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Tax advantages of EMI options

There is no income tax or National Insurance contributions charged on the grant of a qualifying EMI option.

If an EMI option is exercised within ten years of the date of grant and there has been no disqualifying event, there will be no income tax or National Insurance contributions due, provided that the employee buys the shares at a price at least equal to the market value they had on the day the option was granted. If the option is a replacement option, it must be exercised within ten years of grant of the original option in order to qualify for tax relief (Section 530 ITEPA).

Taxable exercises of EMI options

Tax can arise on the exercise of a qualifying EMI option if:

  • the option was granted as a discount to market value, i.e. the option price is less than the market value at the date of grant (see ETASSUM57030), or
  • the option is exercised more than 90 days (40 days prior to 17 July 2013) after a disqualifying event (see ETASSUM57050).

Where the shares acquired are readily convertible assets, tax is accounted for under PAYE and National Insurance is due. If the shares are not readily convertible assets, tax is charged under Self Assessment and no National Insurance is due. Broadly, readily convertible assets are shares that can be sold on a recognised stock exchange or for which trading arrangements are in place, or are likely to be put in place, at the time when the shares are acquired  (Section 702 ITEPA 2003).

Charge on the exercise of discounted options

If the option enables an employee to buy the shares at less than their market value at the date the option was granted, there will be an income tax charge when he exercises the option. There will also be National Insurance contributions where the shares are readily convertible assets.

The taxable amount is the lower of:

  • the amount of the discount (based on the market value at the date of grant), or
  • the difference between the market value of the shares at the date of exercise and the amount paid for them.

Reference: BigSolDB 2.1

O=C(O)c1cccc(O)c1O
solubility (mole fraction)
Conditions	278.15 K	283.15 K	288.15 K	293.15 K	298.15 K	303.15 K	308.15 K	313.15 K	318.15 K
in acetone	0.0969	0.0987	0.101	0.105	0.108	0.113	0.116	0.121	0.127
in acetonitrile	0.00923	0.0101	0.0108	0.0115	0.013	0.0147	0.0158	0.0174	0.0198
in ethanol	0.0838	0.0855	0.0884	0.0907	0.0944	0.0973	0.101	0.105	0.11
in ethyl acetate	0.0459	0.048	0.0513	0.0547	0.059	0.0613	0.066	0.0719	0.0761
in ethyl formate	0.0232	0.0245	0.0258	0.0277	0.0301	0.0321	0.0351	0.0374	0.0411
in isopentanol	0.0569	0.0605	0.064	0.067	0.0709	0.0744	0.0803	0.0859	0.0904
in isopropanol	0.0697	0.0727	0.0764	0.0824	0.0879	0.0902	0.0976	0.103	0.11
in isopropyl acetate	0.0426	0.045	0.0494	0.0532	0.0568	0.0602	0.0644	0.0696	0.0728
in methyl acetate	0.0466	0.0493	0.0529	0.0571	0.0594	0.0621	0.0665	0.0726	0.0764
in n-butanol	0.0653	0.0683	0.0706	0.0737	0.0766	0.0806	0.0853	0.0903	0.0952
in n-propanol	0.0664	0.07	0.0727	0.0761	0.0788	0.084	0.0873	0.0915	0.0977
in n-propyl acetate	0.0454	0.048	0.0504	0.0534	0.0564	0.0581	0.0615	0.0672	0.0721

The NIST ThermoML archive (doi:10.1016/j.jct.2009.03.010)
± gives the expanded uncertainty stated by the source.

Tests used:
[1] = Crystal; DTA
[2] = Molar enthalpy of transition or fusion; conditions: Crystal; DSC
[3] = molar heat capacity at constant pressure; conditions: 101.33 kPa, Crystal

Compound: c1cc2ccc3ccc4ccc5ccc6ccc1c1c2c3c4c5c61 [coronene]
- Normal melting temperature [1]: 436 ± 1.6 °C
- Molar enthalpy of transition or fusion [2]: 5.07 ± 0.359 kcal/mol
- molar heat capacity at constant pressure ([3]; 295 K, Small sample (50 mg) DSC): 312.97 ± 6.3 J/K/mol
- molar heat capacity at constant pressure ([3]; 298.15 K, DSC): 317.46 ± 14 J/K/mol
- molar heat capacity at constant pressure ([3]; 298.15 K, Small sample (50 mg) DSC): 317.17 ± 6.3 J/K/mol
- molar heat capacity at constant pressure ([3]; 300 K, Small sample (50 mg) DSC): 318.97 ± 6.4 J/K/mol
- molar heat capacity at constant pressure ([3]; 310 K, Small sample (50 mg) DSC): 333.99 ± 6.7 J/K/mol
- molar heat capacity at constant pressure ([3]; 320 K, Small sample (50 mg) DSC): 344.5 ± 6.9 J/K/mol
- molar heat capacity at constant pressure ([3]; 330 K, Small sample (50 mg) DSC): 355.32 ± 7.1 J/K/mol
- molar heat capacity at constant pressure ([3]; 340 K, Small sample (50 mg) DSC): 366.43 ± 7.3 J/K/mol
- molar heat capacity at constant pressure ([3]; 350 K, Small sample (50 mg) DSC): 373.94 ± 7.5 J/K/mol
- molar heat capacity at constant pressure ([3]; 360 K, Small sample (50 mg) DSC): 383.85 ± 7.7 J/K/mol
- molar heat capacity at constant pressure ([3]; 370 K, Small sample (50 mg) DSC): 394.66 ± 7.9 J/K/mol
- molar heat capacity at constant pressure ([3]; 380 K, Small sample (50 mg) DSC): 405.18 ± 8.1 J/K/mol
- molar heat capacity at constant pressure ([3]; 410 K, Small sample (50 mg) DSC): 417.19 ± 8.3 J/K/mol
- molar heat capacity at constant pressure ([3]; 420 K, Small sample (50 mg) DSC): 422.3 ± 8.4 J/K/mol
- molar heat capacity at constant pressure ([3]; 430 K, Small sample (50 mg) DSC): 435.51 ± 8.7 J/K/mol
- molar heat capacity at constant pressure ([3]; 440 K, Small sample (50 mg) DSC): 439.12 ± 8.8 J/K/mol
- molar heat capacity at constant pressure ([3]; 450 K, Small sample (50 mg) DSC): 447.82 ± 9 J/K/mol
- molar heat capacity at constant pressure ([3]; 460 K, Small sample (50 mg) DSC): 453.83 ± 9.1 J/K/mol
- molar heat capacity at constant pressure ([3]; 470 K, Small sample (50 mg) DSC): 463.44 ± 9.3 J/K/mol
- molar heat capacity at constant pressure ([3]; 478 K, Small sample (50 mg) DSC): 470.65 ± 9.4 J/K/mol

Charge on the exercise of an option where the shares are free

Income tax is charged if the employee does not pay anything for the shares when he exercises the option. The charge is on the market value of the shares at the time the option was granted, or if lower, the market value of the shares at the time the option is exercised.

Tax consequences of exercise of an option following a disqualifying event

A number of changes or developments can disqualify an option from EMI relief. These are called disqualifying events. A disqualifying event restricts tax relief.

If the EMI option is exercised within 90 days (40 days prior to 17 July 2013) of the disqualifying event, the tax advantages are preserved.

If the EMI option is not exercised within 90 days (40 days prior to 17 July 2013) (including occasions when the option is not capable of exercise within this time limit) there will be a tax charge on exercise.

The following are disqualifying events:

  • loss of independence,
  • the company no longer meets the trading activities requirement,
  • the employee is no longer eligible,
  • changes to the terms of the option,
  • alteration to the share capital of the company,
  • a conversion of shares, and
  • grant of a Schedule 4 CSOP option that takes the option holder over the £250,000 limit.

Charge on exercise of an option following a disqualifying event

If the exercise of an option takes place more than 90 days (40 days prior to 17 July 2013) after a disqualifying event, the exercise is liable to tax. Income tax (and National Insurance, where the shares are readily convertible assets) is charged on the amount by which the market value at the date of exercise exceeds the market value immediately before the disqualifying event.